Bad Boys, Bad Boys . . .

Here's the synopsis of me catching the copper thieves. Yeah, I wrote all this out, but it'll make for a good story and I can email this account to the police detective tomorrow. So two birds, one stone. I'm tired of people letting their dogs poop in our tiny front yard; there's not much grass there, and we're less than 50 yards from a huge park. And if your dog does have to go, just bag it. A couple of weeks ago I was walking into the house and managed to step in dog feces. I was incredibly angry. Since then I've used our tall front windows (which provide a great street view) to watch dog walkers. Almost all of them carry a bag with them.

That's why I noticed the lady out front this evening. In broad daylight she let her rat dog go all over our yard. At first, I thought I was over-zealous, but it was exactly what she was doing. I was putting my shoes to go yell at her and I noticed she got into the back seat of a beat-up station wagon parked in front of our house. This is bizarre because 1) with a park just feet away, no one drives their dog to poop on a yard (not even my greatest enemies) and 2) since the fire, there are only two cars parked out on the street: mine and my neighbors. And I've lived here long enough that I recognize many of the people who walk by our house. I didn't recognize this lady and she looked shifty and then I realized what was going on:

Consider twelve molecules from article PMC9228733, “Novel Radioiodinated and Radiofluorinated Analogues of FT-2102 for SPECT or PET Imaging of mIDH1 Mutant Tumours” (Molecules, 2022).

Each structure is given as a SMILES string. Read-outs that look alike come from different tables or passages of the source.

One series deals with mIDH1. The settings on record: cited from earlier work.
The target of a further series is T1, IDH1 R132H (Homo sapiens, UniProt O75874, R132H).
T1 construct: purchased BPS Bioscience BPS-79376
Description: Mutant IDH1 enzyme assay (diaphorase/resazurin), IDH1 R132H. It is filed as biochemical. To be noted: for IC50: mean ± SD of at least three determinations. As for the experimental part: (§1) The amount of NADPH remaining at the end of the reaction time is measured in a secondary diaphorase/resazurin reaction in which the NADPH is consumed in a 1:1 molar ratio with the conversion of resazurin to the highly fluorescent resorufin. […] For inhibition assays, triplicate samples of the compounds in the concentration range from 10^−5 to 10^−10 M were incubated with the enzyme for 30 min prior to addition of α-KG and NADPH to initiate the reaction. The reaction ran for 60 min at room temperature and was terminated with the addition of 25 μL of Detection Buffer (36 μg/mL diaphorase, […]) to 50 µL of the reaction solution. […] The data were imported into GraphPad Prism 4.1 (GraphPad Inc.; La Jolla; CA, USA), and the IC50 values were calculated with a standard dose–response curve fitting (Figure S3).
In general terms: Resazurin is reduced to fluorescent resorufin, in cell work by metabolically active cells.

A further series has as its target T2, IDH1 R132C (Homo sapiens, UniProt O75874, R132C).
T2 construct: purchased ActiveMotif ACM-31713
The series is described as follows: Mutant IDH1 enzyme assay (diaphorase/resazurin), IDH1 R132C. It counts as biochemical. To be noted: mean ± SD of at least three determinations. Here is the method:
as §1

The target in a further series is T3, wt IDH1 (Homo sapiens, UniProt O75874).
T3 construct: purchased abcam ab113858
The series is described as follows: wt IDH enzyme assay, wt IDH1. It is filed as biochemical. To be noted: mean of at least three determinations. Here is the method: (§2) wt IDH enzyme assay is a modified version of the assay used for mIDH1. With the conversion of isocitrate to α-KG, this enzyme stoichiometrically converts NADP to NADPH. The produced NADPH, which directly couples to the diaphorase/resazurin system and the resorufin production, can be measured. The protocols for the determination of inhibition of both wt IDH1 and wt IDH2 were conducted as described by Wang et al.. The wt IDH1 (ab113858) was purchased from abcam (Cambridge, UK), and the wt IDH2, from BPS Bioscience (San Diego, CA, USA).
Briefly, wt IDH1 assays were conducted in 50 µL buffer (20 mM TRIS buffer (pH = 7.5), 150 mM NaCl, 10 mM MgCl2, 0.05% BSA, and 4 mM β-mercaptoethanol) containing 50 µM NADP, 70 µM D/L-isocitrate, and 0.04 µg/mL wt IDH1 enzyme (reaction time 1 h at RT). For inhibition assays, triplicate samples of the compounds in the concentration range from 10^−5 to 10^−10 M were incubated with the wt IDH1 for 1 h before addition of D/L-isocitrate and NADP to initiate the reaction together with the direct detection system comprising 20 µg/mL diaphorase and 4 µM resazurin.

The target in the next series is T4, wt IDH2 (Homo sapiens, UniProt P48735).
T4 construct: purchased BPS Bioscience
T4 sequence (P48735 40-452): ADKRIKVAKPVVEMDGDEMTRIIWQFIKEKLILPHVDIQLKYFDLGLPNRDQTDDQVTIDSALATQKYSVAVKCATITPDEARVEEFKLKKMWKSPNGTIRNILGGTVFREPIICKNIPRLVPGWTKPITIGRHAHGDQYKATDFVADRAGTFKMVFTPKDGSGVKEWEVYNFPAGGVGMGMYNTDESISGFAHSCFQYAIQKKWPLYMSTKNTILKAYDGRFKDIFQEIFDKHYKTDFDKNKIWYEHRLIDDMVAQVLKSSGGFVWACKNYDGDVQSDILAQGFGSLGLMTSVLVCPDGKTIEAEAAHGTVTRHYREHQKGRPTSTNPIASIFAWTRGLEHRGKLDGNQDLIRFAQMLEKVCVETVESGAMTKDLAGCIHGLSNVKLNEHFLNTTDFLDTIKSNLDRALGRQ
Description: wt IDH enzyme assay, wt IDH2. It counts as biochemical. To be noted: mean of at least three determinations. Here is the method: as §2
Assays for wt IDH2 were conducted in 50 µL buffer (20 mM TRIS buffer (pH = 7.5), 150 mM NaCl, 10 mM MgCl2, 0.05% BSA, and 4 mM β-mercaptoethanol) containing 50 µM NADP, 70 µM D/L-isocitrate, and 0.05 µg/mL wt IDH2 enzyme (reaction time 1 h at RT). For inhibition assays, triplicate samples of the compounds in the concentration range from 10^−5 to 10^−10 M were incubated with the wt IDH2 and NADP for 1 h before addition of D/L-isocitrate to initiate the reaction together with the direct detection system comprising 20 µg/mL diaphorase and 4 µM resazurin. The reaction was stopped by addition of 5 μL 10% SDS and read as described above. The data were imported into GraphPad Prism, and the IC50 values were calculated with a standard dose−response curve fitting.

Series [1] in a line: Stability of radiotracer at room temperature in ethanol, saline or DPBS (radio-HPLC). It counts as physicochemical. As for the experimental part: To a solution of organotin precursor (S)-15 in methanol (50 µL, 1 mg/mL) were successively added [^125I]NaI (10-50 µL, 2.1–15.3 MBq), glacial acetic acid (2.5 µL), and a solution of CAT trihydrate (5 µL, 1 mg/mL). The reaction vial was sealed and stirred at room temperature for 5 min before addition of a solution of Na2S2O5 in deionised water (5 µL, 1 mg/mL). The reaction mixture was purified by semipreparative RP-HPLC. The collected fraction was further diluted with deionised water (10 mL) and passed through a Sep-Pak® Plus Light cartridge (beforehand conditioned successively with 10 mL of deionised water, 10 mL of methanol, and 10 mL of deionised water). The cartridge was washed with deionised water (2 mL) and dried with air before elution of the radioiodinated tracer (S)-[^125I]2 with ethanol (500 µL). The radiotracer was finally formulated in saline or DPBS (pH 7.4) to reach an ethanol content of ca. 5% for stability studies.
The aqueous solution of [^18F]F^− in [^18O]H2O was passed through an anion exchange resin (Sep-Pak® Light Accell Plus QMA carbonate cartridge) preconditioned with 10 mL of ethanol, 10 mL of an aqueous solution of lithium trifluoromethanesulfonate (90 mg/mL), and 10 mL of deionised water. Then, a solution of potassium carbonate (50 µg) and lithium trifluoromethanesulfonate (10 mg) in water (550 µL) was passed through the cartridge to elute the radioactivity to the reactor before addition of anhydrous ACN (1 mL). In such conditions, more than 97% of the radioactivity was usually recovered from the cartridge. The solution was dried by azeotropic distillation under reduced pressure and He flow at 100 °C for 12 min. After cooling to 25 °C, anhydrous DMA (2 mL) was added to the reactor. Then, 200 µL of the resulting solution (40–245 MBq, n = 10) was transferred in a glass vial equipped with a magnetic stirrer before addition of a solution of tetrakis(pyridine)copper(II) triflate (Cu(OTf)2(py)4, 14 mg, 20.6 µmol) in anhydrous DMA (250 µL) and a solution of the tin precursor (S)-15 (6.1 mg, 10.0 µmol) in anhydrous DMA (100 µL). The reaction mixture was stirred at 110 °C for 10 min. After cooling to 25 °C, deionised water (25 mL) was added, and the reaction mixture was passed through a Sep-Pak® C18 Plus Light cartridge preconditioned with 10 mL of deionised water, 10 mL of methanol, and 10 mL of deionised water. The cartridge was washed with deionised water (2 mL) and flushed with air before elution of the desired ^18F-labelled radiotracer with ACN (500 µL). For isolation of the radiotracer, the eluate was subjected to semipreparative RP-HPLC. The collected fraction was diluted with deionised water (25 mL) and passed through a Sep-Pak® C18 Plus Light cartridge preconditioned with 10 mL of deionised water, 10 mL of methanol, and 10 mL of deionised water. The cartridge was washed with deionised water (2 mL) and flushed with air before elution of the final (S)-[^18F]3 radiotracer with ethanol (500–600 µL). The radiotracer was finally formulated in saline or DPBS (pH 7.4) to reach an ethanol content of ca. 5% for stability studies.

She was watching out for copper thieves at our neighbor's house.

Since the fire, we've likely had six or seven break-ins. I have the cops on speed dial. I didn't know how I was going to play it, but I decided to walk over to the burned out units to check it out. When I walked down the front stairs, the lady with the dog stared at me, and I said, "hello." I took an immediate turn up the stairs, near where the fire started, and there's a large plywood barrier that acts like a door.

I could hear people mulling around on the other side of the wall. My suspicion was confirmed.

I was angry, but not entirely stupid. That woman was their lookout, so I had to play it smart.

Still, I decided it would be sporting of me to give them a warning. The sanitized version of what I yelled was,

"Alright [boys], here's your head start. I'm calling the police."

Unfortunately, I left my phone inside, so I had to run back to my place to get it. I ran down the stairs, up the street, passing the lady with the dog. As she looked at me, I yelled at her: "better hop in the car, here they come." Once inside, I grabbed my phone and told Kelly to go get me a weapon.

Just so you know, we don't have guns in our house, but I do keep a stash of self-defense items around. I wasn't really worried at them coming to get me, because the decking out front is a very strategic position, but you can't be too safe. I called 9-1-1 as I ran back out there.

As the operator picked up, I told them I caught a robbery in process. She asked me to describe them and the automobile and, just as I did, these two yokels hop in their car. I peered toward them, describing their appearance as I scanned them.

And that's when I noticed their t-shirts: they were wearing construction t-shirts of the company who did the fire demolition.